Wild boar are an increasingly pervasive problem throughout North America, and many other parts of the world.
These hybrids of European wild pigs and escaped domestic pigs cause billions of dollars in agricultural and property damage every year, out compete other wildlife species and disrupt ecologies that cannot cope with their massive reproductive rates.
These critters are definitely pests, but are wild boar dangerous?
Yes, wild boar can be quite dangerous. Males and females alike are aggressive and unpredictable, and males have large canine teeth that function as tusks. Injuries from close encounters are common.
Hunting these destructive beasties has turned into a popular pastime for some, and a lucrative business for others in the form of bounties.
In either case, or if you are just in an area where wild boar are common, you’ll need to know about their behavior and how to deal with them if you want to avoid a dangerous run-in. You can learn more about them here.
Understanding Wild Boar Behavior
Wild boar are generally concerned with only a few things. Prime among these concerns are eating and mating.
If they aren’t doing either of those, they are probably looking for something to eat or else are sleeping.
Most of the challenges associated with wild boar come from their reproductive rate, sheer numbers and the fact that they can eat almost anything.
Wild boar will carve up the landscape in search of vegetables, tubers, nuts, roots, berries, bugs and small animals, even eggs. It will also eat the bark right off of trees if better food is not available.
Wild boar are found all over the nation at this point, but are especially prevalent in the South and Southwestern parts of the United States.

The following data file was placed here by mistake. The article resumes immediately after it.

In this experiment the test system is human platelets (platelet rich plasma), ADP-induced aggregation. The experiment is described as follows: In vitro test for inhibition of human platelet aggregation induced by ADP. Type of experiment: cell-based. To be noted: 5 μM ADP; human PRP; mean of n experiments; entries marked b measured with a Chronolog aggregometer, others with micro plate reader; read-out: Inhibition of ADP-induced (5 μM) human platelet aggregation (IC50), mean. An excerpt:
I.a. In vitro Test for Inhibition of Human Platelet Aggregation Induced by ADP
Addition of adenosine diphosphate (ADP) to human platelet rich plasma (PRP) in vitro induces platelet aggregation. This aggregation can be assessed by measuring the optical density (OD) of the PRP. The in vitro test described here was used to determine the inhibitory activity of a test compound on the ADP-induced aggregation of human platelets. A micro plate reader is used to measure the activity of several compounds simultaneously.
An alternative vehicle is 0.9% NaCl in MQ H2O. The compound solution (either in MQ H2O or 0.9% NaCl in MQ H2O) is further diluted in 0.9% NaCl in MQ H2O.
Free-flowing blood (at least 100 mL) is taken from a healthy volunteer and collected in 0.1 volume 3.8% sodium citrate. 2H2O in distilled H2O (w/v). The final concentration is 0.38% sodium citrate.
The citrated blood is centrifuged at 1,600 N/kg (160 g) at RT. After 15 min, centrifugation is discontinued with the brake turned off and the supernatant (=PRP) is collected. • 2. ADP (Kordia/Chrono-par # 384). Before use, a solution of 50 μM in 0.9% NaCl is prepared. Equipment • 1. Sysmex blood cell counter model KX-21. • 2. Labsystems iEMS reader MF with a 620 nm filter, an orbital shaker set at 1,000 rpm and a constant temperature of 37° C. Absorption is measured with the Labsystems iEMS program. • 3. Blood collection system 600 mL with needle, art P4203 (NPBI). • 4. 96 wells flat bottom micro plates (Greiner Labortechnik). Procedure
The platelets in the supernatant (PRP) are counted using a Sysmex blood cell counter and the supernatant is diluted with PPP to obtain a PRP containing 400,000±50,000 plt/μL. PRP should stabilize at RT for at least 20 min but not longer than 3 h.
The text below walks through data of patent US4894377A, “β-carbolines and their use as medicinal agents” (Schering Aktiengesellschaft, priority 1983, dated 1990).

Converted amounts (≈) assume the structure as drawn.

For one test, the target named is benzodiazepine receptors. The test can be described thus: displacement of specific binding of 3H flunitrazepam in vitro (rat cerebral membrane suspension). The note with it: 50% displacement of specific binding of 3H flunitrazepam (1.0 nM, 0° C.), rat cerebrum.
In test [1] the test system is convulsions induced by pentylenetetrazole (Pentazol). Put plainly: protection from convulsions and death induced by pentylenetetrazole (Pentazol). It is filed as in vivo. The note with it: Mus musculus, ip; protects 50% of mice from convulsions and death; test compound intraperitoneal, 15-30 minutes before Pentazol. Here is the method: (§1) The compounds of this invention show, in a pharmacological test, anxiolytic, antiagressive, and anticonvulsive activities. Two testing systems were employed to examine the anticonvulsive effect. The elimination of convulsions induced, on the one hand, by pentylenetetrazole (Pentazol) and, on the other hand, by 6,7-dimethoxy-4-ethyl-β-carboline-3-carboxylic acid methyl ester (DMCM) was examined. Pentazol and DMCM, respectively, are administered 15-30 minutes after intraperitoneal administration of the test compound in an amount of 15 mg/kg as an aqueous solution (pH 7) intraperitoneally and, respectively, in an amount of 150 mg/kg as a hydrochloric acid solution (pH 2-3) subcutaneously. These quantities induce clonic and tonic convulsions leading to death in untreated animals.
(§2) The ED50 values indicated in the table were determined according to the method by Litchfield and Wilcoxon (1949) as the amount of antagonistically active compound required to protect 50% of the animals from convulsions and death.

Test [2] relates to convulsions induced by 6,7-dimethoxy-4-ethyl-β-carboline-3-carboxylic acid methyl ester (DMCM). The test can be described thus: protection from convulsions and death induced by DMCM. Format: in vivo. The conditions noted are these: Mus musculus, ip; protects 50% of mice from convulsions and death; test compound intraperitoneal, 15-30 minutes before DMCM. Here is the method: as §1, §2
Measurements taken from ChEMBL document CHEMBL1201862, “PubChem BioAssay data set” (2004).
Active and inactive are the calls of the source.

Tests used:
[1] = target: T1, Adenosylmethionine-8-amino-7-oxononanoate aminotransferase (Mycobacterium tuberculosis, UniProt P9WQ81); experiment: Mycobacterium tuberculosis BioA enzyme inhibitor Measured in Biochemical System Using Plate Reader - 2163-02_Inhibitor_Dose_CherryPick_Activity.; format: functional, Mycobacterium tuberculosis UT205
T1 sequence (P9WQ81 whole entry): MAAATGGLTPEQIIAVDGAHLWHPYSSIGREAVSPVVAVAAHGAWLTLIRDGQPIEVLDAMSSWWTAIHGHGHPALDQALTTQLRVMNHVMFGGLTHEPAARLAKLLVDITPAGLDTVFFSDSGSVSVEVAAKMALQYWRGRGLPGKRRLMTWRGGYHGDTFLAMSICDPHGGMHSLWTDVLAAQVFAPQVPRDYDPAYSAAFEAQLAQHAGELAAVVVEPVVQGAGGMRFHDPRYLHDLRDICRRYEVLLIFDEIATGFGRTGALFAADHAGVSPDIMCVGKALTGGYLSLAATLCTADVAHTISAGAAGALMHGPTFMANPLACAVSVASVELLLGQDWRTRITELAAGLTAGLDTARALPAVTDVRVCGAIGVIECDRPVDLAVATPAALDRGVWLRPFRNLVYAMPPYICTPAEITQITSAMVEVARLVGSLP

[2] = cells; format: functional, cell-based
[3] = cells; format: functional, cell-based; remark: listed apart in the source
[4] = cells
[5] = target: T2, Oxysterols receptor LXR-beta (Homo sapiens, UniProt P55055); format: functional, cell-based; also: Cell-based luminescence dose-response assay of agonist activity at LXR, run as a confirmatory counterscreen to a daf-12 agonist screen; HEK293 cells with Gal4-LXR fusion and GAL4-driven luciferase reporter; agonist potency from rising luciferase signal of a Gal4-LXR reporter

Florida and Texas are particularly known for large and expanding populations of wild boar, and both states have among the highest rates of violent encounters with humans.
Wild boar typically inhabit densely forested areas or overgrown plains and pasturage that has dependable water sources nearby.
Hot and humid areas are preferred to cold and dry ones. Boar will also inhabit areas where they have plenty of cover and concealment for nesting and resting.
Are Wild Boar Aggressive Toward Humans?
Yes. Although much of the time they seem shy and will retreat from people, they are just as likely to go from seemingly unconcerned to completely mental at the drop of a hat.
Have Wild Boar Ever Attacked Humans?
Yes. There have been many recorded attacks on people both in rural and in suburban areas throughout the United States, and many such attacks seem completely unprovoked.
They might look a little goofy from a safe distance, but these are definitely dangerous animals, particularly larger males during mating season or mature females with piglets.
In some instances, groups or sounders of boar have attacked individuals or small groups of people.
How Do Wild Boar Attack?
Wild boar attack by charging and bodily slamming into threats before biting and goring with their tusks.
Puncture wounds and lacerations are the typical injuries inflicted from such an attack, and fatalities have occurred.
The cause of death is usually exsanguination, blood loss, rather than critical injury to organs or other bodily structures.
What Causes Wild Boar Aggression?
Wild boar typically show aggression to people when people get too close to them, surprise them at close range, startle a sleeping or resting boar, or come upon a mother with piglets.
However, there is a shocking number of seemingly rogue attacks perpetrated by massive, lone male pigs.
In most cases, wild boar appear and close in suddenly rather than taking notice of people at a distance, approaching, and then attacking.
Due to the typical environments that bore like to inhabit, sight lines are often quite short, and boar may become aware of people before people can even see them through dense undergrowth or brush.
Do Wild Boar Eat People?